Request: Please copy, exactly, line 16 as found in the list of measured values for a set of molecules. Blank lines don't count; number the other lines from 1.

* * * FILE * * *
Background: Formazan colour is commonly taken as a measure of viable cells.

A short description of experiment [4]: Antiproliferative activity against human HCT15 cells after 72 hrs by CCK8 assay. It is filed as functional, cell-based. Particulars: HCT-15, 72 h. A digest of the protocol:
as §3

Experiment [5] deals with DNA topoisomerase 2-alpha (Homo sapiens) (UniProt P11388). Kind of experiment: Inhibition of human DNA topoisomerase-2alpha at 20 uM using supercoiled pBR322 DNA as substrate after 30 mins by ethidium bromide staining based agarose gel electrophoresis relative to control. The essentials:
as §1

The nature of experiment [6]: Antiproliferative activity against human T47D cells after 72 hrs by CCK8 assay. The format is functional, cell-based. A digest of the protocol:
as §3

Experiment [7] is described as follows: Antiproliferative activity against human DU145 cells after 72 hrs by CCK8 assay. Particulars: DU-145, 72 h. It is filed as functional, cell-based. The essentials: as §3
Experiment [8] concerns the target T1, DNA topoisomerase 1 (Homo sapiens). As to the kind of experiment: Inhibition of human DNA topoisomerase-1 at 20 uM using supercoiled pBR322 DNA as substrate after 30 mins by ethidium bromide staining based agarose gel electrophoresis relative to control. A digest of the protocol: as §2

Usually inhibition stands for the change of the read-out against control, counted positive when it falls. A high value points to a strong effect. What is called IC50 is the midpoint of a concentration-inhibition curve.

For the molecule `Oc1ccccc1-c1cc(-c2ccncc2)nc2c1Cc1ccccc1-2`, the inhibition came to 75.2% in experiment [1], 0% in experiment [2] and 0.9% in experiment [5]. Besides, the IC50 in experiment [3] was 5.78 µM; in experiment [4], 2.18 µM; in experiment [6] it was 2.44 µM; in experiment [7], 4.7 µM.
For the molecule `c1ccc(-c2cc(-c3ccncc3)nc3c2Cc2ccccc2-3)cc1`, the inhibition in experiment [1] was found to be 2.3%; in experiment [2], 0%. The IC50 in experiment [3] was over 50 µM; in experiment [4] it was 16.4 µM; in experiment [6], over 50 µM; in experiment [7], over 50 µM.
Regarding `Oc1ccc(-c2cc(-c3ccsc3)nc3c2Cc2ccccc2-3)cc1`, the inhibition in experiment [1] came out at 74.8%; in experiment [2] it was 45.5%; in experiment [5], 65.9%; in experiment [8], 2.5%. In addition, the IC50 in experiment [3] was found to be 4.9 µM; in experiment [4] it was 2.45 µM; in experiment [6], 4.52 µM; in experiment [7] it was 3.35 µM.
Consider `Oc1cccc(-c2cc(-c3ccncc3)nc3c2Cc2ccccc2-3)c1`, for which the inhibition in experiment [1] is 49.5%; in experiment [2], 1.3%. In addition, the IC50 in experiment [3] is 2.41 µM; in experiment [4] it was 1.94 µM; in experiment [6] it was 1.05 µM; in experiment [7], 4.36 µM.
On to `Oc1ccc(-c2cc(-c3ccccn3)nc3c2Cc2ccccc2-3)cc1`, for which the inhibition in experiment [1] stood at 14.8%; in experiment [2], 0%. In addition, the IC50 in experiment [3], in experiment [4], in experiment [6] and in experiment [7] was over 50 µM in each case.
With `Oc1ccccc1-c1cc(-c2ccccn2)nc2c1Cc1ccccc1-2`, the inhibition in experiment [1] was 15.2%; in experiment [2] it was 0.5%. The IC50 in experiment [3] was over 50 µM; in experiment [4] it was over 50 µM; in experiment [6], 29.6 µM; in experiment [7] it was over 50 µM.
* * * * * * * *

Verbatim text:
With `Oc1ccccc1-c1cc(-c2ccccn2)nc2c1Cc1ccccc1-2`, the inhibition in experiment [1] was 15.2%; in experiment [2] it was 0.5%. The IC50 in experiment [3] was over 50 µM; in experiment [4] it was over 50 µM; in experiment [6], 29.6 µM; in experiment [7] it was over 50 µM.